BRUSSELS — As a dragnet aimed at Islamic State operatives spiraled across Brussels and into at least five European countries on Friday, the authorities were also focusing on a narrower but increasingly alarming threat: the vulnerability of Belgium’s nuclear installations.
The investigation into this week’s deadly attacks in Brussels has prompted worries that the Islamic State is seeking to attack, infiltrate or sabotage nuclear installations or obtain nuclear or radioactive material. This is especially worrying in a country with a history of security lapses at its nuclear facilities, a weak intelligence apparatus and a deeply rooted terrorist network.
On Friday, the authorities stripped security badges from several workers at one of two plants where all nonessential employees had been sent home hours after the attacks at the Brussels airport and one of the city’s busiest subway stations three days earlier. Video footage of a top official at another Belgian nuclear facility was discovered last year in the apartment of a suspected militant linked to the extremists who unleashed the horror in Paris in November.
Asked on Thursday at a London think tank whether there was a danger of the Islamic State’s obtaining a nuclear weapon, the British defense secretary, Michael Fallon, said that “was a new and emerging threat.”
While the prospect that terrorists can obtain enough highly enriched uranium and then turn it into a nuclear fission bomb seems far-fetched to many experts, they say the fabrication of some kind of dirty bomb from radioactive waste or byproducts is more conceivable. There are a variety of other risks involving Belgium’s facilities, including that terrorists somehow shut down the privately operated plants, which provide nearly half of Belgium’s power.
The fears at the nuclear power plants are of “an accident in which someone explodes a bomb inside the plant,” said Sébastien Berg, the spokesman for Belgium’s federal agency for nuclear control. “The other danger is that they fly something into the plant from outside.” That could stop the cooling process of the used fuel, Mr. Berg explained, and in turn shut down the plant.
The revelation of the video surveillance footage was the first evidence that the Islamic State has a focused interest in nuclear material. But Belgium’s nuclear facilities have long had a worrying track record of breaches, prompting warnings from Washington and other foreign capitals.
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Some of these are relatively minor: The Belgian nuclear agency’s computer system was hacked this year and shut down briefly. In 2013, two individuals managed to scale the fence at Belgium’s research reactor in the city of Mol, break into a laboratory and steal equipment.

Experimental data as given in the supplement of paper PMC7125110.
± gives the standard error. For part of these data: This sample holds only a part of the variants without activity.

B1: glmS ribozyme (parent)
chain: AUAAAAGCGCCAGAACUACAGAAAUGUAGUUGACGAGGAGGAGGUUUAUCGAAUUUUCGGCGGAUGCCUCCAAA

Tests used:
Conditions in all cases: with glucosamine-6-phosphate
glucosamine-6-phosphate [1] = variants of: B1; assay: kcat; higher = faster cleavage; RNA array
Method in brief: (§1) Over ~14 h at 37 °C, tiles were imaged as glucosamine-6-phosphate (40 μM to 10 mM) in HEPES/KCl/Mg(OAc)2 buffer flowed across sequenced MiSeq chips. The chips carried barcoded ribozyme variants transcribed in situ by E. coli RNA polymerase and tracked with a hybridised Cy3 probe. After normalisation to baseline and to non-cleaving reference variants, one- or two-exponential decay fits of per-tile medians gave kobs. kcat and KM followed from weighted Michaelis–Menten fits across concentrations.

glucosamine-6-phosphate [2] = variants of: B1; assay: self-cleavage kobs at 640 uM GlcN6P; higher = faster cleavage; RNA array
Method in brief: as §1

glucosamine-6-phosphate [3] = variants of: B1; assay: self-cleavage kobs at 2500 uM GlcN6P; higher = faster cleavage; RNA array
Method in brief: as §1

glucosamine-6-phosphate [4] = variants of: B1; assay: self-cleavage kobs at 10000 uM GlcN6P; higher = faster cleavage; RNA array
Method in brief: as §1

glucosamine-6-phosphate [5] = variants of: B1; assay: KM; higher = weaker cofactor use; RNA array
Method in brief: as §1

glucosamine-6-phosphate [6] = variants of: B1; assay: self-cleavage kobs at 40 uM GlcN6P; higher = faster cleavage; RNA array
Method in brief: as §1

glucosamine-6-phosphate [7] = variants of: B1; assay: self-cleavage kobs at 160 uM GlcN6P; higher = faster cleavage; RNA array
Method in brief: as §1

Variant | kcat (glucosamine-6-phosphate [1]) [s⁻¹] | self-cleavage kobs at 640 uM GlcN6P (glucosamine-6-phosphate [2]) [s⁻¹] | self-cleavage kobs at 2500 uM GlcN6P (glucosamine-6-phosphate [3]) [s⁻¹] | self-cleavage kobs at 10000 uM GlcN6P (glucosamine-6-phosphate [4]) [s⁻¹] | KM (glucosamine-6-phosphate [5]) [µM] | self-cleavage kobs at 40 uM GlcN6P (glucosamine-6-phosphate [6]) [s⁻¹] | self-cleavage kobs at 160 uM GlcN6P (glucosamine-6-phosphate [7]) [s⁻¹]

Others are far more disconcerting. In 2012, two employees at the nuclear plant in Doel quit to join jihadists in Syria, and eventually transferred their allegiances to the Islamic State. Both men fought in a brigade that included dozens of Belgians, including Abdelhamid Abaaoud, considered the on-the-ground leader of the Paris attacks.
One of these men is believed to have died fighting in Syria, but the other was convicted of terror-related offenses in Belgium in 2014, and released from prison last year, according to Pieter Van Oestaeyen, a researcher who tracks Belgium’s jihadist networks. It is not known whether they communicated information about their former workplace to their Islamic State comrades.
At the same plant where these jihadists once worked, an individual who has yet to be identified walked into the reactor No. 4 in 2014, turned a valve and drained 65,000 liters of oil used to lubricate the turbines. The ensuing friction nearly overheated the machinery, forcing it to be shut down. The damage was so severe that the reactor was out of commission for five months.
Investigators are now looking into possible links between that case and terrorist groups, although they caution that it could also have been the work of an insider with a workplace grudge. What is clear is that the act was meant to sow dangerous havoc — and that the plant’s security systems can be breached.